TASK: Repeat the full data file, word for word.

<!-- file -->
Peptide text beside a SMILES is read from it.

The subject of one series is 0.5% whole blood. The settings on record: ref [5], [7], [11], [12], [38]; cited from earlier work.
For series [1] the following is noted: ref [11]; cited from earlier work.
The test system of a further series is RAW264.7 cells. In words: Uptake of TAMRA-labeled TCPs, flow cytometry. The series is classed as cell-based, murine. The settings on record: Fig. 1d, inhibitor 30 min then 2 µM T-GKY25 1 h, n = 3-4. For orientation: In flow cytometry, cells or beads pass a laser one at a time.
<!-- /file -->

Peptide text beside a SMILES is read from it.

The subject of one series is 0.5% whole blood. The settings on record: ref [5], [7], [11], [12], [38]; cited from earlier work.
For series [1] the following is noted: ref [11]; cited from earlier work.
The test system of a further series is RAW264.7 cells. In words: Uptake of TAMRA-labeled TCPs, flow cytometry. The series is classed as cell-based, murine. The settings on record: Fig. 1d, inhibitor 30 min then 2 µM T-GKY25 1 h, n = 3-4. For orientation: In flow cytometry, cells or beads pass a laser one at a time.